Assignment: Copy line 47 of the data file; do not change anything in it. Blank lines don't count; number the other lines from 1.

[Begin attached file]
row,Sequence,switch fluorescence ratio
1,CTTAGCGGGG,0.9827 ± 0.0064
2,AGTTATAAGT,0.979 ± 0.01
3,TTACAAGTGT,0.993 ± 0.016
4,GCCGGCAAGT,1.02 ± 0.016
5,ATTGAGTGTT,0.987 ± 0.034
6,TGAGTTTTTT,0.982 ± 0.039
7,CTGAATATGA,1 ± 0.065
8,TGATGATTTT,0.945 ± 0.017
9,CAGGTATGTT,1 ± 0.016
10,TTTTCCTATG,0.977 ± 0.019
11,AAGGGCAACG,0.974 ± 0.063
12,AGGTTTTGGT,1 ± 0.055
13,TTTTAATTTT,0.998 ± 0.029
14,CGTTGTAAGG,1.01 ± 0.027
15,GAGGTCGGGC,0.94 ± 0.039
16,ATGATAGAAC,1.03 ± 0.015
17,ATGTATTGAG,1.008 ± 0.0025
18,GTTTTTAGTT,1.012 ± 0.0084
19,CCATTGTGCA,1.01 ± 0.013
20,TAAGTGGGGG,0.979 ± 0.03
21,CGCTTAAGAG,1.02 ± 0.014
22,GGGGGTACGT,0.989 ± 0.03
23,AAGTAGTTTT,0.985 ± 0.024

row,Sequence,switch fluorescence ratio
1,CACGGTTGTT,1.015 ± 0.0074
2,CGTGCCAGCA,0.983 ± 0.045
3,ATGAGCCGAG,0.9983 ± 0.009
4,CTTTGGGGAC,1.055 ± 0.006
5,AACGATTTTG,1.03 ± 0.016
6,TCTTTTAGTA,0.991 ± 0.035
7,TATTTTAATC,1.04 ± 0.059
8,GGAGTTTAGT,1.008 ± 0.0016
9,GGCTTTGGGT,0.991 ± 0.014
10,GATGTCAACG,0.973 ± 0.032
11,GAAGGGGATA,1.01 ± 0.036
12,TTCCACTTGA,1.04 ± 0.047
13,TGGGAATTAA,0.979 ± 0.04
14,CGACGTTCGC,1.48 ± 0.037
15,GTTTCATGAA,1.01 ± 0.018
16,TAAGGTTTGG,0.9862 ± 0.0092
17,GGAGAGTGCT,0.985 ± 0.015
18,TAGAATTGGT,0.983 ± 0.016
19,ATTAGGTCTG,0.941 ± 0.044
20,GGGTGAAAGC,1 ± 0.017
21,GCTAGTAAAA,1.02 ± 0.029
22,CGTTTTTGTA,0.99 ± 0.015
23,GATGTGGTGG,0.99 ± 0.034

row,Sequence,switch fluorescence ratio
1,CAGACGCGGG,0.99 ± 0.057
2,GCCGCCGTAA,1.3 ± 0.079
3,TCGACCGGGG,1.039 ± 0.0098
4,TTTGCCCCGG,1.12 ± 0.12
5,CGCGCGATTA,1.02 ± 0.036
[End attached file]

22,CGTTTTTGTA,0.99 ± 0.015